In various parts of the country, the Coronavirus has thrown the foster care system into a crisis. Despite all of the uncertainties, we work hard to make sure that families continue to progress through their parenting and reunification goals. Children are still being removed from households where child abuse or neglect is alleged. Still, with courts nationwide closing their doors and indefinitely extending legal deadlines, parents are left feeling helpless and hopeless. Returning children home to their parents is an emergency, and in a lot of instances, this crisis could delay family reunification for thousands of children and families worldwide.

Foster Care comes with an already unique set of challenges, and with our current pandemic, it makes things increasingly complex. Across the nation, most visits between birth parents and their children in foster care have been suspended or switched to phone​ or video calls at a time when youth need reassurance and love more than ever.

Effects on Parents and Children

For many parents and children, mental health is worsening. Parents losing their jobs and having the pressures of financial strain takes a toll and worries them that they can’t care for their children. Parents are struggling to manage work and home responsibilities while support systems diminish because they are unable to call elderly relatives to help with their child care. Children attending school usually provides a daily respite, and many children thrive on the structure and consistency of their classrooms – which is currently not an option. Historically, disasters – natural or otherwise – increase the likelihood of both child abuse and domestic violence due to stress and confinement.  Neglect related to substance abuse is a major contributing factor to foster care placements, and relapse rates are at a staggering high.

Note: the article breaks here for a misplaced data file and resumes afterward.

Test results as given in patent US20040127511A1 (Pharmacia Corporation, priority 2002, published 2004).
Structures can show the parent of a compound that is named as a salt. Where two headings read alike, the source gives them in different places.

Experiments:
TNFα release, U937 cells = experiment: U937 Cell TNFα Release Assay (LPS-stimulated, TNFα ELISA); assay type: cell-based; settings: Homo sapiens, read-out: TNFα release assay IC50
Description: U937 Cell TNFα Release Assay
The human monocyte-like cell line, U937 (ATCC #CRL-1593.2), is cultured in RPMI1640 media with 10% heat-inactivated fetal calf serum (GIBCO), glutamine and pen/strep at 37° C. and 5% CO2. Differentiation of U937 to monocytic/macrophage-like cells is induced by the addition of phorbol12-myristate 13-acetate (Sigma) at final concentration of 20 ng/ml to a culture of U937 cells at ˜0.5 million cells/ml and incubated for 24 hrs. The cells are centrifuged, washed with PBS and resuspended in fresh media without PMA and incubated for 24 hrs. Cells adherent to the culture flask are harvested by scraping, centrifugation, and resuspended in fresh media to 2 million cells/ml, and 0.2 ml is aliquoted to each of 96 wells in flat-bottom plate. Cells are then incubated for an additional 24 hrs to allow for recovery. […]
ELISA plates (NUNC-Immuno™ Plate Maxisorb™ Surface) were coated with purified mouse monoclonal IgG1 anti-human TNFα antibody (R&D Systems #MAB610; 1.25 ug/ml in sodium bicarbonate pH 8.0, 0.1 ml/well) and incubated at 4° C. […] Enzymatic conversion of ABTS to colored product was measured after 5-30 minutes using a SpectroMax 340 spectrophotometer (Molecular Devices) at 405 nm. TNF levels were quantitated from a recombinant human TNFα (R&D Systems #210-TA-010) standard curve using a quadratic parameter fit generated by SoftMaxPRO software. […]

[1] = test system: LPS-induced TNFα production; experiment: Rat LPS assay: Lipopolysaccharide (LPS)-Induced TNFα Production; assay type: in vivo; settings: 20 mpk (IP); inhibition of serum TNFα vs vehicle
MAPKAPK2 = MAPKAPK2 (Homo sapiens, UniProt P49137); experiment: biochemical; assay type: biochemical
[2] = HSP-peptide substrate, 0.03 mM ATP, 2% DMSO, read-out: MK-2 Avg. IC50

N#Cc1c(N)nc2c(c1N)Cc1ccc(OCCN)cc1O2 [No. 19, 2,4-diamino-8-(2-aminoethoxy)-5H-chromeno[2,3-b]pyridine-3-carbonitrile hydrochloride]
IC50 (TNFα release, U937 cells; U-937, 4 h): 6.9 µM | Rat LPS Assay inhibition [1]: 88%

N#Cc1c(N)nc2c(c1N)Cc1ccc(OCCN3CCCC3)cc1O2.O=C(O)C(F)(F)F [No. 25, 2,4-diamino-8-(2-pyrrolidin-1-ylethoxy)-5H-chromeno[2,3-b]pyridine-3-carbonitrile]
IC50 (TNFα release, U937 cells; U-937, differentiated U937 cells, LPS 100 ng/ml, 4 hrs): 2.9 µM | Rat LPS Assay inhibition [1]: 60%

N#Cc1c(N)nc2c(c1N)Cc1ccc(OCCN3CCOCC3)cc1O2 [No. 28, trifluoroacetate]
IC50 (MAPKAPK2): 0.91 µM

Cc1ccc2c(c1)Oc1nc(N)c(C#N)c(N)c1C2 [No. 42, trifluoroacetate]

Our New Normal

With so many people in isolation, the maltreatment of children is less likely to be observed and reported. This has not slowed down our intake. Since March 18th, our Foster Care Program has received 42 new admissions and opened 11 Kinship Foster Homes. In some areas of the country and even state, foster parents are stating that they can’t accept new foster children due to the fear of potentially bringing the virus into their homes. We are fortunate as many of our foster families have continued to step up and welcome children into their homes. As an agency, we are remaining optimistic and carrying on with business with this “new normal.”

Foster Care Workers are Silent Heroes

There are so many essential workers out there, and we thank and appreciate them all. I would like to highlight foster care workers because they just may be the silent heroes. They are seldom thought of within the essential group, and their job is pivotal, maybe now more than ever. If you see a foster parent or someone who works in foster care, please take a moment to thank them not just during a pandemic, but throughout the year.


Paris Pearson

Director of Foster Care